WASHINGTON (AP) — President Donald Trump is calling on federal authorities to do a better job identifying violent extremists. But that won't be easy.

Federal investigators looking to prevent acts of domestic terrorism, like the massacre of 22 people in El Paso on Saturday, have fewer tools and authorities at their disposal than they would if they were up against someone tied to an international organization such as al-Qaida.

That challenge has revived questions about whether the FBI is adequately positioned to confront a white nationalist threat.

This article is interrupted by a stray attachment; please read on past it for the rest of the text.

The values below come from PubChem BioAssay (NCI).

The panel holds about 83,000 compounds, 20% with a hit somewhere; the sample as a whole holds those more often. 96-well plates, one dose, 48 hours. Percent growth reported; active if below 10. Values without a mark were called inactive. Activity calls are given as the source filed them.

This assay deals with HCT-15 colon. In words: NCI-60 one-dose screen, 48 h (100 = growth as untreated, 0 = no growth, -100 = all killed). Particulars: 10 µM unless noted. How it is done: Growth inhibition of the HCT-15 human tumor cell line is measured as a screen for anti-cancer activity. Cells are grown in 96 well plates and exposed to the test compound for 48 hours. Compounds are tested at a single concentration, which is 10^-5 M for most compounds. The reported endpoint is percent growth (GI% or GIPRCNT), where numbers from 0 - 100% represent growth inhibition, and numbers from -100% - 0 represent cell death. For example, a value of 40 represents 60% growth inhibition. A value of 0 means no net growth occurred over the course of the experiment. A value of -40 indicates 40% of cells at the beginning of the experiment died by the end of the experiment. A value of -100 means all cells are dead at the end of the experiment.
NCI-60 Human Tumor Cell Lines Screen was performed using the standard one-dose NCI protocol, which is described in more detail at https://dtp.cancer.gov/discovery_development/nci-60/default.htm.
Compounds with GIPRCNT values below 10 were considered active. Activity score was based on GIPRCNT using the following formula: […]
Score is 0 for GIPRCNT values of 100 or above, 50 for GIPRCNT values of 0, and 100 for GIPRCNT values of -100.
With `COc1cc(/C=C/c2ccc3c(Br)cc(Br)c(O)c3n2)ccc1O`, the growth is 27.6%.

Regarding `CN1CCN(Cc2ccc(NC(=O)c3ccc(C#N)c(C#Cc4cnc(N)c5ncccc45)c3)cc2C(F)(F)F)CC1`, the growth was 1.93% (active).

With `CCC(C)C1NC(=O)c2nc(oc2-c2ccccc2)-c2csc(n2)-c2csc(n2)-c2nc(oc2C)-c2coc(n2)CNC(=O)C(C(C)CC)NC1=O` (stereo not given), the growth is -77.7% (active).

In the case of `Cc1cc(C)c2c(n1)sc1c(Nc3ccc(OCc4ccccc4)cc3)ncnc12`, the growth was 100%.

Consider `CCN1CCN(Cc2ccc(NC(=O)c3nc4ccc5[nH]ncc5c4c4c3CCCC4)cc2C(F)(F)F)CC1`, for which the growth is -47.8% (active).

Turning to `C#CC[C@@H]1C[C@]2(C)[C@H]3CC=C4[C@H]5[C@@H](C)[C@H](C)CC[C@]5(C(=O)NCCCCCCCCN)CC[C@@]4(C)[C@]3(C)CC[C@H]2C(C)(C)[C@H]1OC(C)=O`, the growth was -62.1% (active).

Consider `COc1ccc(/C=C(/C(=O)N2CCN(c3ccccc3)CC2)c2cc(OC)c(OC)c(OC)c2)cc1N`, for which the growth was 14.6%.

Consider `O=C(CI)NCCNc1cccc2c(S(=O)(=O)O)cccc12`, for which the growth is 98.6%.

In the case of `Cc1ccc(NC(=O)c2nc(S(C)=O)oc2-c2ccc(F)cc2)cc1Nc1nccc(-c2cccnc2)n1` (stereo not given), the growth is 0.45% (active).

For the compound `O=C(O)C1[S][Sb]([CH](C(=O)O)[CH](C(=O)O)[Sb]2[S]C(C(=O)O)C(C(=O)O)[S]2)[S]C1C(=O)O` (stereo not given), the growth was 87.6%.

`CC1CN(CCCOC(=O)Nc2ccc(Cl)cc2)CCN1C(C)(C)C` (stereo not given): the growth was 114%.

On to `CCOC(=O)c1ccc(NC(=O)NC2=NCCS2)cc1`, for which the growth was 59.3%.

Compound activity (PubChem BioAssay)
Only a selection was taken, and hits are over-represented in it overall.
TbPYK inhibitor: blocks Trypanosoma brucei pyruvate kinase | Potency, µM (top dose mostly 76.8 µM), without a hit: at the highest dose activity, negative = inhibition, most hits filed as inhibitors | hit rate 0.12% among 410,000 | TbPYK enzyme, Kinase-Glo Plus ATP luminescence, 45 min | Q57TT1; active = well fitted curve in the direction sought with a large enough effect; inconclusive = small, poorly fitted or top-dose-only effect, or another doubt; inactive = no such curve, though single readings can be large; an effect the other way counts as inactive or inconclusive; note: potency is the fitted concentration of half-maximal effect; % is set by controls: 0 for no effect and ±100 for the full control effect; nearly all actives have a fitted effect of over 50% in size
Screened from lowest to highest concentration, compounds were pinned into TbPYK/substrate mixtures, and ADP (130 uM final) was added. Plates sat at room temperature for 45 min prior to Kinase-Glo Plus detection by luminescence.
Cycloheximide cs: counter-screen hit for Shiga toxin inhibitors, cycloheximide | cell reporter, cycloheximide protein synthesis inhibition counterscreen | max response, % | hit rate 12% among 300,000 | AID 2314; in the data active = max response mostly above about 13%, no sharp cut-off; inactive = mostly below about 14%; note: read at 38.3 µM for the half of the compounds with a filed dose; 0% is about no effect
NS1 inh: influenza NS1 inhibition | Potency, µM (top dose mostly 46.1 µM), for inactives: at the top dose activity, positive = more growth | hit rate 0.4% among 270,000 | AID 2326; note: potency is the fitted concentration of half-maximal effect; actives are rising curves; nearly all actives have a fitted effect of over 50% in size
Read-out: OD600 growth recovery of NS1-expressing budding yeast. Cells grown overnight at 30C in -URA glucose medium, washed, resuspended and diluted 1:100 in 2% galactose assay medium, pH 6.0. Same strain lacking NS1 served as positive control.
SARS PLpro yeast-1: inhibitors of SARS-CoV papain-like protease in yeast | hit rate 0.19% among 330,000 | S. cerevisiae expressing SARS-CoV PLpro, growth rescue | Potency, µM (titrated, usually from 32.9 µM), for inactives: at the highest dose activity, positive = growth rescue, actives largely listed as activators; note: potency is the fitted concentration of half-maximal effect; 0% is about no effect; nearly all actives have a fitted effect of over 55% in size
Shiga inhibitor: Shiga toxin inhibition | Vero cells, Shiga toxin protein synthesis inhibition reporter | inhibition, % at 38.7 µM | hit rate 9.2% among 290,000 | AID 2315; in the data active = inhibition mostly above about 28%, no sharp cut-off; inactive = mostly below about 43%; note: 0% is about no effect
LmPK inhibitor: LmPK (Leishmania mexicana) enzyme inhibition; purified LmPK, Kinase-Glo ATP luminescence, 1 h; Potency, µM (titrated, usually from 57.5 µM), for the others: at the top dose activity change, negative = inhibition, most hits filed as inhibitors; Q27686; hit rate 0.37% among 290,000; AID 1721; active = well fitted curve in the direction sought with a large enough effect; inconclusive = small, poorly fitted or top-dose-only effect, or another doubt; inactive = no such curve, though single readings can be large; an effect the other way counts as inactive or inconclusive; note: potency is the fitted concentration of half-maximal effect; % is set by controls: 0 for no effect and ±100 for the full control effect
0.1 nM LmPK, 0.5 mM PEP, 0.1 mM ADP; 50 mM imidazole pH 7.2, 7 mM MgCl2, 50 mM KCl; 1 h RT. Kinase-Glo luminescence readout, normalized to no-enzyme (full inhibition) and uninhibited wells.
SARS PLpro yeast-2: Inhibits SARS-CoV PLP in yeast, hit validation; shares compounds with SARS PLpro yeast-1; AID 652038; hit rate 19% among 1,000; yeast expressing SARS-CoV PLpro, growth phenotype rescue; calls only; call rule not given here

David Gomez, a former FBI counterterrorism supervisor, says existing laws "are not designed around the FBI being able to prevent these actions."

The FBI has made about 90 domestic terrorism arrests in the first three quarters of the year and has hundreds of open cases.